The Canadian Writers' Collective

Writing, and writerly tangents

Tuesday, May 22, 2007

Park and Shop, A Love Story

By Anne Chudobiak

We’ve all heard it before. Bloggers are bad writers with big egos. They go on and on about themselves without any thought to their readers.

I might be a bad writer with a big ego, but I will never forget the readers. If anything, blogging has made them more real to me. Never before have they made themselves so obvious, with their ISP numbers in our site meter, with their comments or lack thereof. This is not a diary. If it was, I wouldn’t feel the need to pitch my blog ideas to my husband, like I did before posting last week.

“You remember how when my grandma died, my mom asked us if there was anything of hers that we would like, and me and my brother both asked for exactly the same thing?”

“No,” he said.

“Yes,” I said. “You do. It was that board game, Park and Shop.”

Park and Shop was released in 1960 by Milton Bradley. It was billed as “The Nation’s Traffic Game Sensation,” the object of which was to “drive your car from your home to the nearest Park & Shop parking lot, park your car, then move your pedestrian marker to all the stops on your shopping list.” There really wasn’t that much more to it, which is perhaps why it was never re-released.

The game was mentioned in the New Yorker last week. The article (by Jill Lepore) was about another Milton Bradley invention, the Game of Life. In the 60s version of that game, players manoeuvred tiny station wagons stuffed with plastic-peg representations of themselves—pink for girls, blue for boys—around a board, acquiring degrees, money, insurance, investments and progeny along the way. People like me who grew up playing that game have exceedingly sentimental feelings about it, even though it’s all about being a good consumer in a consumerist society, and could have easily gone the way of other equally vapid and immoral games, like Park and Shop: “Who still plays Park and Shop?” Lepore asks, the point being that nobody remembers that game, except for me and my brother. This, I told my husband, would be the basis of my next blog.

“I don’t get it,” he said. “What do you want to say about Park and Shop?”

“That my favourite board game got mentioned in the New Yorker as being totally forgotten, and it’s not.”

“That’s it?”

“Is that not enough?”

“I think you need an angle. You could make it into a social commentary. Talk about how weird it is that generations of kids have grown up playing games that promote questionable ideals.”

“But the New Yorker already did that. And they did it really well. They went back centuries. They talk about board games in England and in India. They talk about babies dying violent deaths, choking on hot coals, in the colonies. I can’t fit all of that into my blog. It’s too much.”

“Well, I don’t know what to tell you. You can write about Park and Shop, but none of your readers are going to have the slightest idea what you’re talking about, except for maybe your brother. Is that what you want?”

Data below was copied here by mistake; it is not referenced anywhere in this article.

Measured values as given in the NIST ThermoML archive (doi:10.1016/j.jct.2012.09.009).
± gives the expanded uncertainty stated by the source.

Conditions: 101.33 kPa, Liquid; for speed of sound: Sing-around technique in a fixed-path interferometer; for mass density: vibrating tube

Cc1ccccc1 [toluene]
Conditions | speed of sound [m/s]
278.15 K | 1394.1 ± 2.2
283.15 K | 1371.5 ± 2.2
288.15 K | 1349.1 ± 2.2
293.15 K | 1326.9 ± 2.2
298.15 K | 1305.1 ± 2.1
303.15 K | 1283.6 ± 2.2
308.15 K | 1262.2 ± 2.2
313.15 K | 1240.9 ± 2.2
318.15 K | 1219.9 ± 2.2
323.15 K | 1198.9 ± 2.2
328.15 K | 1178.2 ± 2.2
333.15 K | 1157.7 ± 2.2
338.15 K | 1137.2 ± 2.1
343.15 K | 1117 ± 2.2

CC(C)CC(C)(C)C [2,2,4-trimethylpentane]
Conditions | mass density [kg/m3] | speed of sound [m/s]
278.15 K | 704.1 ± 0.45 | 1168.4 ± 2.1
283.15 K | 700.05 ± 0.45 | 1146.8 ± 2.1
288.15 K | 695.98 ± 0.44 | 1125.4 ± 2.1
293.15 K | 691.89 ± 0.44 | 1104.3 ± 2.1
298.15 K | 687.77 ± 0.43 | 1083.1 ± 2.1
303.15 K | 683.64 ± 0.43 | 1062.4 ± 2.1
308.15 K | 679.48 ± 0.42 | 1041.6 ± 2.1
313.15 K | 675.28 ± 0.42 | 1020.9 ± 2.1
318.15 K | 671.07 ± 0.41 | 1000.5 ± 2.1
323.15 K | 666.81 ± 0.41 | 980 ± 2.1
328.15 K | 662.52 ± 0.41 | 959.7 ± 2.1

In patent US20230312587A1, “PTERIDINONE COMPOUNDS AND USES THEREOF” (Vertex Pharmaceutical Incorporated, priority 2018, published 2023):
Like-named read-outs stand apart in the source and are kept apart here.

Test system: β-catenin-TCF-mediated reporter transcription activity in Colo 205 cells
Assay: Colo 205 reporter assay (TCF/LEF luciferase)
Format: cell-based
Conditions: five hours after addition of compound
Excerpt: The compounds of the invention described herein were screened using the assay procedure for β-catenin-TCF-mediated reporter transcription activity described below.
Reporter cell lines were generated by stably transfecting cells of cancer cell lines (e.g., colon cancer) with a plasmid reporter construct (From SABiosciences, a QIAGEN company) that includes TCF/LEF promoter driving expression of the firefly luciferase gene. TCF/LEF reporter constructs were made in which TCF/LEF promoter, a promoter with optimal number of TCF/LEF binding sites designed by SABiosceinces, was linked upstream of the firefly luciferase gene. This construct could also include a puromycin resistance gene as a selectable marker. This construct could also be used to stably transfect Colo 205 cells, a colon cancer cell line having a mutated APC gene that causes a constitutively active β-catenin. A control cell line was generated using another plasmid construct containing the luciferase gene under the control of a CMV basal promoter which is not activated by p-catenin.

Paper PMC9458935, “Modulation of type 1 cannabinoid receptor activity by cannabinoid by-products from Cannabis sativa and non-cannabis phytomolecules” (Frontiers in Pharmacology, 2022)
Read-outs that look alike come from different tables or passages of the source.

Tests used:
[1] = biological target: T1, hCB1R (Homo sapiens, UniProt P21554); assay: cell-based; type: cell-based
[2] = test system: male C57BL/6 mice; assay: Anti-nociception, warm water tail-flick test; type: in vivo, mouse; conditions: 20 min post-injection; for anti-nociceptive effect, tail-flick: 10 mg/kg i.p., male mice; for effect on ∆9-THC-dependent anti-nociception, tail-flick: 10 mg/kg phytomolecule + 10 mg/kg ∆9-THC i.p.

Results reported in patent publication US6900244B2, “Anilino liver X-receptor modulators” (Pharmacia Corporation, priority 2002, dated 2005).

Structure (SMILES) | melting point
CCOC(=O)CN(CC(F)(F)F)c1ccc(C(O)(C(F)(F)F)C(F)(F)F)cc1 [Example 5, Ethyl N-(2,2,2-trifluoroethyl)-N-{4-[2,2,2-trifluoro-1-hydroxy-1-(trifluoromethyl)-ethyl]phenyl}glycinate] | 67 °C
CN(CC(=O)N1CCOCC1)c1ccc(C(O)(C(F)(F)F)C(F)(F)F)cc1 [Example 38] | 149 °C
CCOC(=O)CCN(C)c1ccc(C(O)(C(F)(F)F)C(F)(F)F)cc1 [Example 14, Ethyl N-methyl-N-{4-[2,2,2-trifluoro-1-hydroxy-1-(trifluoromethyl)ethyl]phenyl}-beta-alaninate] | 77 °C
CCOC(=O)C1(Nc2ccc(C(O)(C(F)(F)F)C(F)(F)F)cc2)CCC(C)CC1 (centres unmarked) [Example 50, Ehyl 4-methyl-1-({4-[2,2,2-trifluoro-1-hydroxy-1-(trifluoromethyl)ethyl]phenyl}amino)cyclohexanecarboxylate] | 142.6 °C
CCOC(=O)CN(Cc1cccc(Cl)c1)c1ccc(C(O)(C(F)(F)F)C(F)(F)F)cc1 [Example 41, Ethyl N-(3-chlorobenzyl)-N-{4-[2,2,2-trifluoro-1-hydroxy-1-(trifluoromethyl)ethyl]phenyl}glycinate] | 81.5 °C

Of course I didn’t want to subject readers to a sub-par post about a minor Milton Bradley game. I would find a more exciting topic, the kind of thing that anyone could relate to, something like Middlemarch, sexism and hockey—that would do it! I could still write about Park and Shop, but in my diary. Not every reflection was meant to be shared with the world.

17 Comments:

Blogger tamara said...

I nearly spit coffee, Anne. Hilarious. (Ah, the Game of Life...I was so much better at the game version.)

Great post! ;)

Tue May 22, 09:47:00 am GMT-4  
Blogger sass said...

i love blogs about conversations about blogs. i see it all unfolding before my eyes. it's very magical.

we loved playing the game of life growing up. i think my mom sat out every time (no patience), and we made my sister be a blue peg, just to kind of challenge conventions (my dad wanted boys).

Tue May 22, 12:01:00 pm GMT-4  
Blogger Tricia Dower said...

Too funny. I'm so thankful my kids didn't ask for Park and Shop. The game of Life was more than enough to warp their burgeoning values.

Tue May 22, 01:13:00 pm GMT-4  
Blogger MelBell said...

This was so much fun - I'm dying to sit down and play 'Park & Shop' right this very minute.

Tue May 22, 02:16:00 pm GMT-4  
Blogger Andrew Tibbetts said...

Park and Shop! Wow. What a great idea. My family played board games once a week during my entire childhood. Our favourite was "Masterpiece".

Tue May 22, 04:23:00 pm GMT-4  
Blogger Andi said...

My Great Grandmother owns a cabin that has a 1954 copy of Milton Bradley's Park and Shop. it is in AWFUL condition, but whenever i go to the cabin i make my aunts sit down with me and play it. I'm only 21, but it is the favorite game of my childhood memories. I am so glad i am not the only person in the world who knows what this game is. There is a copy on sale on eBay for $300 and i desperately want to buy it. unfortunately, i have to pay off my college first! Thanks

Mon Jul 09, 10:34:00 pm GMT-4  
Blogger beck said...

I was born in 1954 and Park and Shop was one of my favorite board games of childhood along with Parcheesi and some of the old standbys. I probably haven't played or seen a copy up close since the early 1960's. I'm afraid I might be disappointed in it if I played it now but then again maybe not. I also think I primarily played this game alone or it must have also appealed to my imaginary playmate! Thanks for enhancing a trip down memory lane.

Thu Nov 29, 05:55:00 pm GMT-5  
Anonymous Anne C. said...